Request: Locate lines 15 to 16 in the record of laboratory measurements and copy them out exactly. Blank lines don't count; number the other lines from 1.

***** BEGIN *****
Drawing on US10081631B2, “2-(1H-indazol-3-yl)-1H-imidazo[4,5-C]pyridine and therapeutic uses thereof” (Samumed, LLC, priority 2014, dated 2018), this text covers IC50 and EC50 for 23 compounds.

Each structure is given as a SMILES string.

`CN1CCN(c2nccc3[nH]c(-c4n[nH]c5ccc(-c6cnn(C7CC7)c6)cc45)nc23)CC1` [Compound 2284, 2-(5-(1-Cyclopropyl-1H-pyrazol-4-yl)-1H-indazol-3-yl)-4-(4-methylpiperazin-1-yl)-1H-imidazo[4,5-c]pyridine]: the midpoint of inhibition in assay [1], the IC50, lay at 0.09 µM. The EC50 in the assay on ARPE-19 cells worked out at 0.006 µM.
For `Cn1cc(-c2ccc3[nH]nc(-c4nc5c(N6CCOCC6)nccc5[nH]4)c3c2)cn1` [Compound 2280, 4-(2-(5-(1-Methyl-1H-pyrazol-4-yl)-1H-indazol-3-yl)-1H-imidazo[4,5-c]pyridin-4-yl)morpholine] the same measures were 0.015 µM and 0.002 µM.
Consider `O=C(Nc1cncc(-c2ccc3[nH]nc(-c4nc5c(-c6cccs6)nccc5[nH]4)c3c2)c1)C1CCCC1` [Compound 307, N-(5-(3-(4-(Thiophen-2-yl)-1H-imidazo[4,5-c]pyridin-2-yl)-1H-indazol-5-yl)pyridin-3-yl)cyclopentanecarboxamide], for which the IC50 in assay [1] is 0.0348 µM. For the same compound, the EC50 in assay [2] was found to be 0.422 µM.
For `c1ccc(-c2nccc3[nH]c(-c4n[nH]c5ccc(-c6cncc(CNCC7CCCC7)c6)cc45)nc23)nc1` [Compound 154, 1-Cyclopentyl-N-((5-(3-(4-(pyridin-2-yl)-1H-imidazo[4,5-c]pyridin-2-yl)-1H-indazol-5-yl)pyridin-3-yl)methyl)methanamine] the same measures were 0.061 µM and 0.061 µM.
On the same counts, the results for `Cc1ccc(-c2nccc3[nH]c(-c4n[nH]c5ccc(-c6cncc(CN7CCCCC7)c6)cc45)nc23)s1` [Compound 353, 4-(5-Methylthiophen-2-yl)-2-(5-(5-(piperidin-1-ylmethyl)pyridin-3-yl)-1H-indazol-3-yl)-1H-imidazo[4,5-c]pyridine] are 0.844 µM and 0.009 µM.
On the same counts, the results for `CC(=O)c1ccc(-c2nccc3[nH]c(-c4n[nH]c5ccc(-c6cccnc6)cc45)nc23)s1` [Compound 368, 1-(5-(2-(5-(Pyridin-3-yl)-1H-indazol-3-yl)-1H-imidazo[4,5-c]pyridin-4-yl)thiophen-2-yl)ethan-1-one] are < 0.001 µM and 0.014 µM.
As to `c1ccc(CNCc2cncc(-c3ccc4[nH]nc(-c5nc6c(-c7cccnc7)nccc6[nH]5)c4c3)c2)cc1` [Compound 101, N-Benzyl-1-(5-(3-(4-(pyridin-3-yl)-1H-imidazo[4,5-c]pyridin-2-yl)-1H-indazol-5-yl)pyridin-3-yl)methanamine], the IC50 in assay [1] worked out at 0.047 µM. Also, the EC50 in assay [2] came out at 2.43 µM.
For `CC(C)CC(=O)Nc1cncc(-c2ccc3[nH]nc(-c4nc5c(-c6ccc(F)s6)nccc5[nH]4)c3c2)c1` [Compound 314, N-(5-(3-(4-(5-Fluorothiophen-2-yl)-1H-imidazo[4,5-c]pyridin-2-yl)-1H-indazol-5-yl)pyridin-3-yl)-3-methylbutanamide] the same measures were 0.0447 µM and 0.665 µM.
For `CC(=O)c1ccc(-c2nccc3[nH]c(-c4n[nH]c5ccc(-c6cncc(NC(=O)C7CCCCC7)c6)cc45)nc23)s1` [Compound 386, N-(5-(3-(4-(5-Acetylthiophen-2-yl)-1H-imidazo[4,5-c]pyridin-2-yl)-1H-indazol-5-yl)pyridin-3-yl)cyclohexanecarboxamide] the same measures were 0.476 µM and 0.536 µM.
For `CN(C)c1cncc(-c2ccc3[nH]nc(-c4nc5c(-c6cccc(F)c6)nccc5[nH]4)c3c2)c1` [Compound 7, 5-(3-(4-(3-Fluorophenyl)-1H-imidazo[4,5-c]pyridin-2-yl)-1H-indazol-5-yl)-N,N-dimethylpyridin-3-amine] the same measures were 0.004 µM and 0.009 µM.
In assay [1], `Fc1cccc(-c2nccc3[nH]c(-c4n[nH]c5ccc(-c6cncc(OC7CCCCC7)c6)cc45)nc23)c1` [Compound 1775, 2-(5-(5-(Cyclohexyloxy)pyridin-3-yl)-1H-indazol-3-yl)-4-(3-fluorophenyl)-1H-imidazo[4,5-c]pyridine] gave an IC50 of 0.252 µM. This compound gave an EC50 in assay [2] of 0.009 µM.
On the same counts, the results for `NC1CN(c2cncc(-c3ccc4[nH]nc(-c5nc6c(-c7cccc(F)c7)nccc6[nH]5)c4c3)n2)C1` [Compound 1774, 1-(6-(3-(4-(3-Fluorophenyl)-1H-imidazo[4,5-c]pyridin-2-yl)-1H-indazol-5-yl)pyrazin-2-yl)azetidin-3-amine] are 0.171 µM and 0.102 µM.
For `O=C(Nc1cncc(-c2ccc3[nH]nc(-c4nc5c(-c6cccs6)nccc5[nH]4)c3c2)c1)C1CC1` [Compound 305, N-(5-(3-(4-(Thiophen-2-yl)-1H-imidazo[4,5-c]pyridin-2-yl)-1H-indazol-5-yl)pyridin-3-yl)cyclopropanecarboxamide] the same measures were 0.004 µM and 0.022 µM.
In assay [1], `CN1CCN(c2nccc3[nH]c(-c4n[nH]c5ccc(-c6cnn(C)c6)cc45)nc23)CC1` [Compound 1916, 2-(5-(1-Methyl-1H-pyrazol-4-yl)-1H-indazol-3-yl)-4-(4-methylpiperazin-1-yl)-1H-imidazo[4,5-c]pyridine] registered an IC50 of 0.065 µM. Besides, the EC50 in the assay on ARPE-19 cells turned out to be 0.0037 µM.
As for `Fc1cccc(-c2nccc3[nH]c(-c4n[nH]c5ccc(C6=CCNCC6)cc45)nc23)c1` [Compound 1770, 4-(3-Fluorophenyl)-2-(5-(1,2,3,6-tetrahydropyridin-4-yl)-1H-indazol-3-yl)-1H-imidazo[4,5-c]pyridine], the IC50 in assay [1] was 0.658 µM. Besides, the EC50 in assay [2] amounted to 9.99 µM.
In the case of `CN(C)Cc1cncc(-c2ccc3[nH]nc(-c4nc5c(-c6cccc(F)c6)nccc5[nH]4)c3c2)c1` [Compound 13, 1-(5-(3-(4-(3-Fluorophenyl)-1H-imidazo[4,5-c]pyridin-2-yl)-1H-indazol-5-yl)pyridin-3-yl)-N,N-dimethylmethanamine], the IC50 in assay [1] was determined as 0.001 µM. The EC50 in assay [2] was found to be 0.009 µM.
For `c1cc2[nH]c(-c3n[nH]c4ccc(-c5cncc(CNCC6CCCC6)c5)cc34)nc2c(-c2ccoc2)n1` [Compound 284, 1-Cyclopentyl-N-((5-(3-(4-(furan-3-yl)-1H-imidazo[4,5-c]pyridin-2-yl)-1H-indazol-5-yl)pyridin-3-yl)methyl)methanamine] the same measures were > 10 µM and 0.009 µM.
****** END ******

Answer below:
For `O=C(Nc1cncc(-c2ccc3[nH]nc(-c4nc5c(-c6cccs6)nccc5[nH]4)c3c2)c1)C1CC1` [Compound 305, N-(5-(3-(4-(Thiophen-2-yl)-1H-imidazo[4,5-c]pyridin-2-yl)-1H-indazol-5-yl)pyridin-3-yl)cyclopropanecarboxamide] the same measures were 0.004 µM and 0.022 µM.
In assay [1], `CN1CCN(c2nccc3[nH]c(-c4n[nH]c5ccc(-c6cnn(C)c6)cc45)nc23)CC1` [Compound 1916, 2-(5-(1-Methyl-1H-pyrazol-4-yl)-1H-indazol-3-yl)-4-(4-methylpiperazin-1-yl)-1H-imidazo[4,5-c]pyridine] registered an IC50 of 0.065 µM. Besides, the EC50 in the assay on ARPE-19 cells turned out to be 0.0037 µM.